Unfortunately, antidepressants can not always guarantee relief from depressive symptoms. Therefore, a multi-disciplinary approach with the fifty and older age group is beneficial. Acupuncture has shown promising results in multiple studies when it comes to treating depression. In fact, a British survey conducted by the Acupuncture Resource Center in 2002 found that acupuncture frequently had similar effectiveness as pharmacotherapy for depressive disorders.[7] Here in the US, J. Allen PhD and R. Schnyer Dipl.Ac, working through the Behavioral Science Department of Psychology at the University of Arizona, conducted a ground-breaking and impressive study using acupuncture to treat depression with marked success.[8] In review of their results, they suggest acupuncture as a valid modality for recurrent major depression pointing out that “compared to other empirically validated treatments, acupuncture designed specifically to treat major depression produces results that are comparable in terms of rates of response and of relapse or recurrence.”[9] They state two interesting points: first, using acupuncture to treat recurrent major depression can be as successful at achieving symptom relief as psychotherapy or pharmacotherapy and second, after treatment ends, the symptom free interval holds comparably long before the next depressive episode occurs.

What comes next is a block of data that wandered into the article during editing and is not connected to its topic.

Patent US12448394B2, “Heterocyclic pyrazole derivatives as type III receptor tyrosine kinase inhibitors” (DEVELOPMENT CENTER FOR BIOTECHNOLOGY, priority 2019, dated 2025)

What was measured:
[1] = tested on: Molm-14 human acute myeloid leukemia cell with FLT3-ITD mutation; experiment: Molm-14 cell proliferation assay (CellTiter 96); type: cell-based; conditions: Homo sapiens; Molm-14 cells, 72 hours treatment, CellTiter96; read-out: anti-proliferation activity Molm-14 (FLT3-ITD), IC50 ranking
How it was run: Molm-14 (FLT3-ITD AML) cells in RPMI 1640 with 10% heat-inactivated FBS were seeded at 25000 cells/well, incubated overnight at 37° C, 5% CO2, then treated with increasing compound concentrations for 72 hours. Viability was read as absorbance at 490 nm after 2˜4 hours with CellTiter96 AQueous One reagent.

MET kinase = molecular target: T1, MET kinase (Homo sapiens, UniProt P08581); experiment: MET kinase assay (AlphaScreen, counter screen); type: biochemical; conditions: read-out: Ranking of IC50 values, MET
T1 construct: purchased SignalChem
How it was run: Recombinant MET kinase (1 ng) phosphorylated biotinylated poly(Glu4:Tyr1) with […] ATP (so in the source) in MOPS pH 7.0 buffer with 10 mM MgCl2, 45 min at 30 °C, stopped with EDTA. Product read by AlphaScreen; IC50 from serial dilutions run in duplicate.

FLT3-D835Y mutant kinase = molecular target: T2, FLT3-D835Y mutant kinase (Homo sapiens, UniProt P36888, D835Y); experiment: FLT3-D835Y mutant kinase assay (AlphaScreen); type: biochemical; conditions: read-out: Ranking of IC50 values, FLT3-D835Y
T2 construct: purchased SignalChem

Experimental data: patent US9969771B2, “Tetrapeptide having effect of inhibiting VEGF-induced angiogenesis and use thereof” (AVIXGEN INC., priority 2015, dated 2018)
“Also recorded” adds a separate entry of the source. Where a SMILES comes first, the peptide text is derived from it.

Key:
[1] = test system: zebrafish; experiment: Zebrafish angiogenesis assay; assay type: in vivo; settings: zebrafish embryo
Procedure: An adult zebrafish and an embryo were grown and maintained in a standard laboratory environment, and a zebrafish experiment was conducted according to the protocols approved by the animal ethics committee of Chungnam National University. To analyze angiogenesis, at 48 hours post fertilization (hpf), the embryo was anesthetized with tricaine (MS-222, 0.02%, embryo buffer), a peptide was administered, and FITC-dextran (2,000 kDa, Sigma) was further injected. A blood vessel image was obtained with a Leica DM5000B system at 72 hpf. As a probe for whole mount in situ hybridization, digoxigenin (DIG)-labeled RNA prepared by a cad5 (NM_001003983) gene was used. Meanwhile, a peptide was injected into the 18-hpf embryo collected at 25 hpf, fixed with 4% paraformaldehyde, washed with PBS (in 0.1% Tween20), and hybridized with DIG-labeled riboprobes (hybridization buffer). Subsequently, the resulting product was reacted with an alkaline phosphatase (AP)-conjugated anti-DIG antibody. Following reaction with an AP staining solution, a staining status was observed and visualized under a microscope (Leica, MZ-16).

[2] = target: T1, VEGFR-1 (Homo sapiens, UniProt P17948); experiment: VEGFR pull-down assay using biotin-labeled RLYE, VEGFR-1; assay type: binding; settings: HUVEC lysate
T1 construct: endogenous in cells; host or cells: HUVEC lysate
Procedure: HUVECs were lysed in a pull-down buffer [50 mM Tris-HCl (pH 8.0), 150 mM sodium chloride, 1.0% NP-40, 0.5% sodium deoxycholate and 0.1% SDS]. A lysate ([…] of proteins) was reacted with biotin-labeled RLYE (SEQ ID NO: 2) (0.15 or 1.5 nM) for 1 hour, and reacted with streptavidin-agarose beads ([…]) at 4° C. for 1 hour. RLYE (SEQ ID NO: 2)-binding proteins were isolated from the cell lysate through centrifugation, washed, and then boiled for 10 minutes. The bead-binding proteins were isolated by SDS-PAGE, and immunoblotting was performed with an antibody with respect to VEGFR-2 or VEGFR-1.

In Chinese medicine it is said that the mind is ‘housed’ in the heart, connoting a physical-emotional-mental relationship that is also being explored in western medicine. The popular English saying “my heart is aching’ refers to this relationship between the physical and emotional experience. Through this network of counter-influence, the growing field of Integrative Medicine may be able to offer keys in enhancing health and life experience, respecting both emotional and physical expressions as two sides of the same coin.

[2] Murray JL, Lopez AD, editors. Summary: the global burden of disease. Boston (MA): Harvard School of Public Health; 1996.

[3] DSM IV TR, American Psychiatric Association march 2007, p. 371-373

[4] Ferketich AK, Schwartzbaum JA, Frid DJ, Moeschberger ML. Arch Intern Med.2001 Febr 12; 161(3):485-6. Depression as an antecedent to heart disease among women and men in the NHANES I study. PMID:10809028(PubMed)

[5] J Gerontol A Biol Sci Med Sci. 2005 Jan;60(1):85-92 Depressive Symptoms and development of coronary heart disease events: the Italian longitudinal study on aging. PMID: 15741288(PubMed)

[7] British Acupuncture Councel, Depression, Anxiety and Acupuncture, the evidence for effectiveness, Briefing Paper Nr 9 February 2002

[8] J B Allen, Psychiatric Times, Depression and Acupuncture a controlled clinical trial, March 2000 Vol 17, Issue 3

[9] S.M.Gallagher, J.J.B.Allen, S.K.Hitt, R.N. Schnyer, R. Manber, Six-month depression relapse rates among women treated with acupuncture, doi: 10 1054/ctim 2001 0470 Complementary Therapies in Medicine, Volume 9, Issue 4, Dec 2001, Pages 216-218.